NOBULL: USDA to recognize brands as animal identification

For immediate release: December 20, 2012

FOR MORE INFORMATION, CONTACT: Gilles Stockton, (406) 366-4463, or Kevin Dowling, (406) 252-9672

Farm and Consumer Organizations Welcome Changes in

USDA’s Final Animal ID Rule

Brands will be accepted as identification

Billings, Mont. – Organizations representing family farmers, ranchers, and consumers from across the country express cautious optimism about the U.S. Department of Agriculture’s (USDA’s) announcement today of its final Animal Disease Traceability rule.

More than 60 organizations had expressed concerns about the costs and impracticality of the proposed ADT rule as published in August 2011, and the USDA had received numerous public comments.

“Thousands of individuals, including both producers and consumers, spoke out against the burdens that the proposed rule would place on cow-calf operations, sale barns, small farmers, and backyard poultry owners,” stated Judith McGeary, Executive Director of the Farm and Ranch Freedom Alliance. “The final rule appears to address many, although not all, of their concerns. It is very encouraging to see citizen action making a significant impact.”

Among the important changes announced by USDA are:

· Recognition of brands and tattoos as official forms of identification;

· Continued use of back tags as an alternative to ear tags for cattle going to slaughter;

· Exclusion of beef feeder cattle from this rule, except for rodeo and show cattle, and

· Exclusion of chicks sold by hatcheries across state lines from identification requirements.

“We are very pleased that the western cattlemen’s concerns about recognizing brands and exempting feeder cattle were listened to. Ear tagging feeder cattle would impose significant burdens on farmers and ranchers,” noted Gilles Stockton, a Montana rancher and member of the Western Organization of Resource Councils. “With the USDA pledging to address feeder cattle in a separate rule rather than including it in this one, we will be better able address the complicated issues.”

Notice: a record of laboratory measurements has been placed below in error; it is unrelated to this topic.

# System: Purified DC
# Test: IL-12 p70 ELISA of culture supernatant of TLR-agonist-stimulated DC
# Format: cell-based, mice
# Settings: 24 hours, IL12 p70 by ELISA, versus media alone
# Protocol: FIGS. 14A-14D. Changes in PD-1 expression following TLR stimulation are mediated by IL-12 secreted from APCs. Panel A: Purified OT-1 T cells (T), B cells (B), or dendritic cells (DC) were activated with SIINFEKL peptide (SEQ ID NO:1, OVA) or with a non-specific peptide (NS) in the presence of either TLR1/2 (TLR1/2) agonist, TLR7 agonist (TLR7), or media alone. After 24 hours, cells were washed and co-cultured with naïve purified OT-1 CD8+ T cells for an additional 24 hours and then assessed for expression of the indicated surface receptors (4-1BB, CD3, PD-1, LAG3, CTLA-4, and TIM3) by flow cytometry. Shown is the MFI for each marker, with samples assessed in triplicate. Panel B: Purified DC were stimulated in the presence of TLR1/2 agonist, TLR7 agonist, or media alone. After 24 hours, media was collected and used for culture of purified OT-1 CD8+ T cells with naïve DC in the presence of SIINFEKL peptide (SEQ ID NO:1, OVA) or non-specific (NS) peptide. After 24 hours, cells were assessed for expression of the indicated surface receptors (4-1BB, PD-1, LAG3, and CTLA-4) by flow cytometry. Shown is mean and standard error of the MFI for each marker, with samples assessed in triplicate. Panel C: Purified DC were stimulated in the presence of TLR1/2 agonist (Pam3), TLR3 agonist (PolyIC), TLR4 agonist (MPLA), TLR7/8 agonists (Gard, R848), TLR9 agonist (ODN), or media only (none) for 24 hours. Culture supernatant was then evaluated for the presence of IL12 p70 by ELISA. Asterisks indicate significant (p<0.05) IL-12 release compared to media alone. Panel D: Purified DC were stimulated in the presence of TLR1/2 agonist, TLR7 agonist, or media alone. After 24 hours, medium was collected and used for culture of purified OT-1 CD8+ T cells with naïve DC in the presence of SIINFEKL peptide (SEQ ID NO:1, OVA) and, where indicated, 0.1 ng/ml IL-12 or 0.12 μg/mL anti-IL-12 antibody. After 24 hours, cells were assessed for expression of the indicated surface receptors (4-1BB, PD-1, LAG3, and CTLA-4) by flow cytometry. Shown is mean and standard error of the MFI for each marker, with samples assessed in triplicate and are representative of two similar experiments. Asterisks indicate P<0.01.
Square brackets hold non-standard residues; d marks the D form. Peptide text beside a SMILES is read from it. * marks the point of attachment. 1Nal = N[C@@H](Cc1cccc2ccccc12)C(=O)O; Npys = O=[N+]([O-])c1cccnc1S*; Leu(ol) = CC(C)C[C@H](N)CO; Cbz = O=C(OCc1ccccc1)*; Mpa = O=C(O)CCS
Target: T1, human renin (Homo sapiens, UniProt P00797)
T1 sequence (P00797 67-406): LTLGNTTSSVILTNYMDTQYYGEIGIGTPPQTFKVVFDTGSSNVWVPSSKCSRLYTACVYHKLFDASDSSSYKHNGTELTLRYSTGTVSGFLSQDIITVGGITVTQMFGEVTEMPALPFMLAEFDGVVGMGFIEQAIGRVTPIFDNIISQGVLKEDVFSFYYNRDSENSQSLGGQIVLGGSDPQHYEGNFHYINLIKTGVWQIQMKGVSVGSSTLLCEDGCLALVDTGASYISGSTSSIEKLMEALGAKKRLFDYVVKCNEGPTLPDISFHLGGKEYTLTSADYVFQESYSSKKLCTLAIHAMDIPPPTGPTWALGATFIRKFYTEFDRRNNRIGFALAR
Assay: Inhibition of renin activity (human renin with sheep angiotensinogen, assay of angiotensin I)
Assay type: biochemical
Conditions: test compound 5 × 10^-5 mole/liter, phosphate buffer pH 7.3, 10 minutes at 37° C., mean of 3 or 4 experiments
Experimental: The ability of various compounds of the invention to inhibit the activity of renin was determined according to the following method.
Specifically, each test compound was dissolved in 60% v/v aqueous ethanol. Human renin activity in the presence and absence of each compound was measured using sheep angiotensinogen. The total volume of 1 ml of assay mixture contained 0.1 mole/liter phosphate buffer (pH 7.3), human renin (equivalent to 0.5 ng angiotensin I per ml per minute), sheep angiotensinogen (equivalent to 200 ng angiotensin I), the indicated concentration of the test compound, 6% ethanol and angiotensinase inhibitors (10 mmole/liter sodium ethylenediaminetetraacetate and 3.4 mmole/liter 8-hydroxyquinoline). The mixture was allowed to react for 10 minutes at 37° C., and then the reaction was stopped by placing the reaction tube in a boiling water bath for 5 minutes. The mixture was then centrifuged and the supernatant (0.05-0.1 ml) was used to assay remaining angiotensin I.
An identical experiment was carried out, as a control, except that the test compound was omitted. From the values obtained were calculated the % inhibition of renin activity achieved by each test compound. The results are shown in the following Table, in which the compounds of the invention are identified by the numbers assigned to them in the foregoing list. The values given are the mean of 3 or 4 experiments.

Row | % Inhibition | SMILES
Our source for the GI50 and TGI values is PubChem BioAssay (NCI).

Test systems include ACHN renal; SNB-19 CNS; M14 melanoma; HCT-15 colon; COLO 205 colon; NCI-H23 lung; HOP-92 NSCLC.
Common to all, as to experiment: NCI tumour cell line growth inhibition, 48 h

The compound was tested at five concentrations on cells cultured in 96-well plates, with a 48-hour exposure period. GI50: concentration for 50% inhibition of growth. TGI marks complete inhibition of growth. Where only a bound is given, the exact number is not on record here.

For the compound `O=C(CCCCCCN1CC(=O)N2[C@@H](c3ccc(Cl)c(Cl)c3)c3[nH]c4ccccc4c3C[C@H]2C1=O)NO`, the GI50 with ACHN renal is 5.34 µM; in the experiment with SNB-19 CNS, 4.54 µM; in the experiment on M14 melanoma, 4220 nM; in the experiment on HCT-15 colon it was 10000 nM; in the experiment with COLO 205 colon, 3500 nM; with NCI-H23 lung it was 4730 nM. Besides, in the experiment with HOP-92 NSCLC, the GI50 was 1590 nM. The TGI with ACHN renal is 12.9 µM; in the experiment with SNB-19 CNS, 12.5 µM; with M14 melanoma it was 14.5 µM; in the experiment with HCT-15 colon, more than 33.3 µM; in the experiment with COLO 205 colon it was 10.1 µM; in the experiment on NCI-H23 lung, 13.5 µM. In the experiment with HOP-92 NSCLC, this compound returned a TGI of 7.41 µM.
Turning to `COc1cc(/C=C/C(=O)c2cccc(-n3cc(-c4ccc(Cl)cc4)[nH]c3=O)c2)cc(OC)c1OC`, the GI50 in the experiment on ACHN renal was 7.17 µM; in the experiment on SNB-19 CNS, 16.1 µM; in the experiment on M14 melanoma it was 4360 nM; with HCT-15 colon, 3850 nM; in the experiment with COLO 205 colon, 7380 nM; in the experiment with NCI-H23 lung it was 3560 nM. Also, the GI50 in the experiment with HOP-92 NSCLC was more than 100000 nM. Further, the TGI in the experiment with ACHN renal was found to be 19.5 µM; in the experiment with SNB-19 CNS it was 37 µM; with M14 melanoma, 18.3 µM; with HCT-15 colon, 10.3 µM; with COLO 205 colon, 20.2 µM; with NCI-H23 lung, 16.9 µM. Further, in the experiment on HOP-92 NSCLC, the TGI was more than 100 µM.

Over the next several weeks, policy experts from the organizations will analyze the details of the 145-page document to determine the impact the final rule will have on the family farmers and ranchers. USDA states that the rule will be published in the Federal Register on December 28, 2012, and will be made effective 60 days later on February 26, 2013.

“We need to review the actual language of the rule, of course, but based on the information released today, it looks like USDA has listened to several key concerns raised by numerous groups throughout the process,” stated Bill Bullard, CEO of R-CALF USA.

For more information, contact:

Judith McGeary, Farm and Ranch Freedom Alliance, 512-484-8821

Bill Bullard, R-CALF USA, 406-252-2516

Gilles Stockton, Western Organization of Resource Councils, 406-366-4463

Kathy Ozer, National Family Farm Coalition, 202-543-5675

Patty Lovera, Food and Water Watch, 202-683-2465